Ex-IU hoops player Leary avoids prison time in fraud

Former Indiana University basketball player Todd Leary has avoided prison time for his role in an ex-business partner's multimillion-dollar mortgage fraud scheme.

An Allen County judge on Monday sentenced Leary to two years of work release or home detention followed by two years on probation.

The Journal Gazette reported that could change since Leary faces unrelated charges in Hamilton County that he stole high-end appliances from foreclosed homes in the Noblesville area.

Allen Superior Court Judge Fran Gull on Monday accepted Leary's July guilty plea to misappropriating title insurance escrow funds. Leary agreed with prosecutors to pay nearly $295,000 in restitution.

Prosecutors say Leary worked for Joseph Garretson, a title insurance broker who pleaded guilty in a major mortgage fraud case. Garretson, who operated Fort Wayne Title and Fort Wayne Mortgage, was sentenced in late June to 11 years in prison after he pleaded guilty to three counts of breaking the state loan-brokering law. He was also fined  $5,000 and ordered him to repay his victims $3.4 million

Investigators found more than a dozen cases in which Garretson refinanced mortgages for clients but didn't pay off the original loans, causing them to default.

Leary was a star at Lawrence North High School and played for the Hoosiers in 1989-94, including their 1992 NCAA Final Four team. He was an analyst for IU's radio broadcasts when he was arrested in February.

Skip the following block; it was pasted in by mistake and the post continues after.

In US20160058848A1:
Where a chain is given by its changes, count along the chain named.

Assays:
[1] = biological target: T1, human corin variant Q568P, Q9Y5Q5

On Sept. 2, a Hamilton County judge entered a not guilty plea for Leary on burglary and theft charges. Leary, who lives in Carmel, was arrested following a five-month investigation.

According to a probable cause affidavit, Leary paid two other men to move refrigerators and other appliances out of foreclosed homes and then sold them to an Indianapolis appliance store. When investigators questioned Leary, he allegedly told them that he worked for a company that bought, repaired and then resold foreclosed homes. Leary told police that he picked the homes off an auction listing on the Hamilton County sheriff's website. But the sheriff's department denied ever selling any homes to any such company or to Leary, and the homes that were burglarized were tracked to other owners.

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